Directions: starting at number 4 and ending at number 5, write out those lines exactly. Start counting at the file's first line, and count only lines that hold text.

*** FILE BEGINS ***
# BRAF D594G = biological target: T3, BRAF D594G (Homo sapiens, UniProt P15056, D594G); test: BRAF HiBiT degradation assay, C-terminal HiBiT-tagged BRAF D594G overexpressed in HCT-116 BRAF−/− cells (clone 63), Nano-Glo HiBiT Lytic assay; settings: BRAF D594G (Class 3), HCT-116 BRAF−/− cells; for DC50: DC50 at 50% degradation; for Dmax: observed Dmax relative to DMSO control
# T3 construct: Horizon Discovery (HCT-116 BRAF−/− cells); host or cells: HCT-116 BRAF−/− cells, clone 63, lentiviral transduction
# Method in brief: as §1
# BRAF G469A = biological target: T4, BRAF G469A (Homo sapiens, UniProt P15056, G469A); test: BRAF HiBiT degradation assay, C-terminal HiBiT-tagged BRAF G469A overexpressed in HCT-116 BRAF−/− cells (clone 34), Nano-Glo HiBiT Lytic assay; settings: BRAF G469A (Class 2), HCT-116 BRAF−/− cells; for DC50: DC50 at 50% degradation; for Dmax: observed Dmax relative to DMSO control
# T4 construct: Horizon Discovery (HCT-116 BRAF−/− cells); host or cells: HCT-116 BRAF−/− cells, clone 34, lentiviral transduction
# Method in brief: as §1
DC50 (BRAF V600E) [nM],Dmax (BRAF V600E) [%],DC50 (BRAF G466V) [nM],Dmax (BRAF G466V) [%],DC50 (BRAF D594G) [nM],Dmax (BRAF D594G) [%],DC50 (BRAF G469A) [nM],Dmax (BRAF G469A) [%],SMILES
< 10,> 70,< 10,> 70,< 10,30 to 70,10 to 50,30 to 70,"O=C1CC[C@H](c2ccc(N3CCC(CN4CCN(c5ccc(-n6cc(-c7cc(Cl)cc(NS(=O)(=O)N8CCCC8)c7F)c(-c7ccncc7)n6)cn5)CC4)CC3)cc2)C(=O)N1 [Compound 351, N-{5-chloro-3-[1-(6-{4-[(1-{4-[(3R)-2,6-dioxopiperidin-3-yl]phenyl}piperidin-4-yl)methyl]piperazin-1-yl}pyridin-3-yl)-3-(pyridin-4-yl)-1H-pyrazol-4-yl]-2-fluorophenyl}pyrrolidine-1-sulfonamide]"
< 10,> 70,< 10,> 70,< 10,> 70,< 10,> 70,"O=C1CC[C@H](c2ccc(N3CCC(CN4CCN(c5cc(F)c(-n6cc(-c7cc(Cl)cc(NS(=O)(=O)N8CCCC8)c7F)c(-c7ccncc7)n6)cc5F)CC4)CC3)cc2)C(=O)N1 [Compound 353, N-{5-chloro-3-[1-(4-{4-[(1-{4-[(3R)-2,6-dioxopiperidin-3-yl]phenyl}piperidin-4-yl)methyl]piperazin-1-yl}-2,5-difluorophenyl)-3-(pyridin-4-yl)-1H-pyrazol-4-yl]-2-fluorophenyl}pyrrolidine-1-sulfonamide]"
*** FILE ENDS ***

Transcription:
# BRAF G469A = biological target: T4, BRAF G469A (Homo sapiens, UniProt P15056, G469A); test: BRAF HiBiT degradation assay, C-terminal HiBiT-tagged BRAF G469A overexpressed in HCT-116 BRAF−/− cells (clone 34), Nano-Glo HiBiT Lytic assay; settings: BRAF G469A (Class 2), HCT-116 BRAF−/− cells; for DC50: DC50 at 50% degradation; for Dmax: observed Dmax relative to DMSO control
# T4 construct: Horizon Discovery (HCT-116 BRAF−/− cells); host or cells: HCT-116 BRAF−/− cells, clone 34, lentiviral transduction